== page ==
Well, I think I've found what I need to help me with my beginning/intermediate algebra review: https://www.amazon.com/Beginning-In...p/B00DC91GBS/ref=mt_kindle?_encoding=UTF8&me=, 4th Ed., by Miller, O'Neill, and Hyde. It's a Pearson book after all (shudder) but I found recommendations for it on other sites, in particular a suggestion that it can serve as a good introduction to Axler. I've actually already started on the review chapter in Axler and so far I find him pithy & engaging.

    I also did get a copy of Euler's Elements of Algebra after reading reviews that praised it; but I think that will be mostly for comparing & contrasting and also for enjoyment - his style, even in translation, has been praised for its lucidity.
    Last edited by a moderator: May 8, 2017
  5. Apr 1, 2017 #4
    My recommendation is to stay away from Miller. I don't teach algebra at that level but I know many people who do and all I've ever heard are complaints. Pretty pictures though.

    The classic textbooks on algebra are by Paul Foerster:


    Or by Brown and Dolciani:

    Last edited by a moderator: May 8, 2017
  6. Apr 1, 2017 #5
    Thanks for the reply. Pretty pictures seem endemic to Pearson, Do you remember what the complaints were? My preferences are particular to myself, and what might bother a teacher might not bother me at all. Bear in mind I only need the textbook for a short time before I transition to Axler, whose style and presentation I already find suitable. So I will probably stick with Miller unless I immediately find big problems. The preview pages and TOC looked fine.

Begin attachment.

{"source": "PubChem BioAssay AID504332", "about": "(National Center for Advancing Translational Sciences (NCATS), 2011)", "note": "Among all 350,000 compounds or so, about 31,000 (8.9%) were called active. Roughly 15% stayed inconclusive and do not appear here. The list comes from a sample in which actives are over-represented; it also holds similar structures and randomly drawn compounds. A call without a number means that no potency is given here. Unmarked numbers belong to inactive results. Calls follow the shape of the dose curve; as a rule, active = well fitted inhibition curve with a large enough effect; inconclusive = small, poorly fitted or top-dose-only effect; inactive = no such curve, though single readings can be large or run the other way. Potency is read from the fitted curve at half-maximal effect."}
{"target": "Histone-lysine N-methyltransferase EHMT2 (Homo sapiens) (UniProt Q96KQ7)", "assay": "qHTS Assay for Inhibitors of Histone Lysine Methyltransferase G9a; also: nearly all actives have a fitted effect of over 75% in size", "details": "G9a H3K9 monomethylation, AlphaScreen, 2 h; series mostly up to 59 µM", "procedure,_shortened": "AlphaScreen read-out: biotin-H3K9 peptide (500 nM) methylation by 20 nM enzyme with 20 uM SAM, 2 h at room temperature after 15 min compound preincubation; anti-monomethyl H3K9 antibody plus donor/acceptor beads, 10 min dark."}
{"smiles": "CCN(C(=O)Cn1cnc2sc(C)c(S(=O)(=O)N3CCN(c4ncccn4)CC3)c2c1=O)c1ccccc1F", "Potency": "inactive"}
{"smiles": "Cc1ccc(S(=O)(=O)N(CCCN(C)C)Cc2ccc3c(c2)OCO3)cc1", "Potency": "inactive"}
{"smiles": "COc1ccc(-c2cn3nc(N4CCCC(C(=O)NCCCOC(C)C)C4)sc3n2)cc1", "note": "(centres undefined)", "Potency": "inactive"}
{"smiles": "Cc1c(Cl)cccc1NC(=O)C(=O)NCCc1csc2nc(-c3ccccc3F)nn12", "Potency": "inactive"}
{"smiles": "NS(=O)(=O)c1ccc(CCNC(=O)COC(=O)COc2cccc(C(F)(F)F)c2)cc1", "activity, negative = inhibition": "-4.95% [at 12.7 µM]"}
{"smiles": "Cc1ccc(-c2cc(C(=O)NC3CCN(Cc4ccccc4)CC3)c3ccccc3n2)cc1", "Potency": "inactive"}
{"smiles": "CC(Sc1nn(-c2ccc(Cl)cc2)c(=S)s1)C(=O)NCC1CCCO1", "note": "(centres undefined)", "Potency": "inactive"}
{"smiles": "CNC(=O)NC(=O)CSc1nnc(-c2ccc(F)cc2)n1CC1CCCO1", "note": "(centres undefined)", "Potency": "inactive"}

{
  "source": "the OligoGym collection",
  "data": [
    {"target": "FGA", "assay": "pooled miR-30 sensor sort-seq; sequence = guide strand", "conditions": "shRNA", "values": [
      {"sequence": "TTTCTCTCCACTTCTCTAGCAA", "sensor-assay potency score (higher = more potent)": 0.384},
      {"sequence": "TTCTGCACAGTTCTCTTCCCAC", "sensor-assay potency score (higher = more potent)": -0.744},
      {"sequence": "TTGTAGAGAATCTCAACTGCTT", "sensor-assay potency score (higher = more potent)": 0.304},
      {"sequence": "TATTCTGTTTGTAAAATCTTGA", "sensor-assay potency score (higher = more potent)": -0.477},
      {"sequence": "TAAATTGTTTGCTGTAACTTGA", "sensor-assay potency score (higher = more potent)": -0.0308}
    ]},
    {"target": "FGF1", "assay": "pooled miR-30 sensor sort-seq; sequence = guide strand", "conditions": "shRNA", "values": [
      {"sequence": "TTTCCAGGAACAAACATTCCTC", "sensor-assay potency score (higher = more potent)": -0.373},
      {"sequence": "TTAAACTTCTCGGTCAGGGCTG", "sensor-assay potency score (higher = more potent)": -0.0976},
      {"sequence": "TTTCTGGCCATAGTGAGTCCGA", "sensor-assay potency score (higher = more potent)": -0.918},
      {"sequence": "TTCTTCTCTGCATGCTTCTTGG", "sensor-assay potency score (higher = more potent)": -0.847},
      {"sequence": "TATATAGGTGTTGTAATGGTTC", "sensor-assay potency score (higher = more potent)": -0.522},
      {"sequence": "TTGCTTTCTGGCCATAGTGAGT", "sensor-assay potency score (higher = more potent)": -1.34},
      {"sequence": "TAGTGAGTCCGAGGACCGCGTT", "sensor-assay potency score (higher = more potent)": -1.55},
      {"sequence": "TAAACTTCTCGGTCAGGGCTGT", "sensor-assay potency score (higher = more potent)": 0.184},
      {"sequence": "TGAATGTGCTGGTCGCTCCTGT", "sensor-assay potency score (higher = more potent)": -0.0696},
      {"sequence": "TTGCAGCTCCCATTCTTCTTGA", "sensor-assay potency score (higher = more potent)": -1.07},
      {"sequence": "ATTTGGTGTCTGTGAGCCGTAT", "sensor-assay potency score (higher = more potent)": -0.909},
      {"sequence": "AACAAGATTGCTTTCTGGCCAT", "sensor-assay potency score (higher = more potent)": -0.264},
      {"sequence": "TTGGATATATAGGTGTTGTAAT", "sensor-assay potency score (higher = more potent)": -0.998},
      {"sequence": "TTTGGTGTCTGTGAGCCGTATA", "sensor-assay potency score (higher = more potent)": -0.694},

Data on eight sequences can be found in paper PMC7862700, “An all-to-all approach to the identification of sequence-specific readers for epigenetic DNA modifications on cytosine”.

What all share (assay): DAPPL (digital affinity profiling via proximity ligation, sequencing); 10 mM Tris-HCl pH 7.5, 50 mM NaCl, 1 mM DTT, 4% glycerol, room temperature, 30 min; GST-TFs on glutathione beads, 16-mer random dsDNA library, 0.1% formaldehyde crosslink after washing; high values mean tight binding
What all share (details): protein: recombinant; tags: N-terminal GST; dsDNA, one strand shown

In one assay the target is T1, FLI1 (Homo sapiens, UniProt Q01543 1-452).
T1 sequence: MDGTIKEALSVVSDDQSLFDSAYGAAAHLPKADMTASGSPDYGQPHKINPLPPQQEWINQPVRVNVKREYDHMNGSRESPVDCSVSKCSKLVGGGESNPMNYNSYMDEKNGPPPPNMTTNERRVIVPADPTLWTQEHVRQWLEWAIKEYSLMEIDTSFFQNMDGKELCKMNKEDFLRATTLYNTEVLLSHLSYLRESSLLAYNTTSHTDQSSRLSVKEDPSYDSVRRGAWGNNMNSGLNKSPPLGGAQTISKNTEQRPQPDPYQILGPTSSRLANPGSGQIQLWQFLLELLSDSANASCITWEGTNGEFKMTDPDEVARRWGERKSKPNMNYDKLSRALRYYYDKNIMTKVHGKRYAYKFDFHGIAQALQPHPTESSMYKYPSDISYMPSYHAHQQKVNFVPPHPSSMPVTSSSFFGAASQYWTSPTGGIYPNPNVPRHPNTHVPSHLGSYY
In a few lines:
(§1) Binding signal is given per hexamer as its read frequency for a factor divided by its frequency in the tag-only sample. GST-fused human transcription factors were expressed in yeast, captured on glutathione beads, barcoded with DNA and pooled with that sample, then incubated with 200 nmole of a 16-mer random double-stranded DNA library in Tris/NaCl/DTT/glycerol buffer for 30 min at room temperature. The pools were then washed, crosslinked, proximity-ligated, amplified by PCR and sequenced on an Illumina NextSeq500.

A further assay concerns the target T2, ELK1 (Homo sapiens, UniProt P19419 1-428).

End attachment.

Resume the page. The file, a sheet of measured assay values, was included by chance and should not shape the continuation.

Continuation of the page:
The Foerster books are probably quite nice given the number of good reviews. I do wish they had previews on Amazon, as I no longer buy books blind unless I already know the author or have some other compelling reason.
  7. Apr 1, 2017 #6
    The general complaints are the same as usual. It doesn't explain things well, it's full of errors, it's incomplete, it's mechanical and algorithmic, students aren't encouraged to think, students don't understand the material enough to be successful in their next class, etc. But about a month ago this email came from someone in the department who does use the book.

    I sent the following message on Tuesday, "Is anyone finding mistakes in the fourth edition? I have been. They are similar to the mistakes in the second edition which were already corrected. For example sec 5.7 prob # 57 was already corrected before, but now it's back to how it was in the 2nd ed. Power does NOT vary jointly as the current and the square of the resistance" as stated." The corrections were already submitted to them and made, why do they show up again? I think the issue is a lot bigger than this. Since the mistakes happen to be the same ones that were in the second edition, I would hate to discover that all they did was revert to the second edition and justify charging the students $250 for a hard copy.
  8. Apr 1, 2017 #7
    Thanks, that's enough to convince me. I've canceled that order.

    Meanwhile, I did a bit more searching, and was able to find a used copy of Brown's "Algebra: Structure and Method" for $20, too good to pass up. Plus, in addition to the large number of positive comments on Amazon, I found a very positive, cogent review of the book on someone's tutoring blog:
    Last edited by a moderator: May 8, 2017
  9. Apr 2, 2017 #8
    I hope that works out for you. I always think books should be straightforward and coherent, something lacking in many modern textbooks.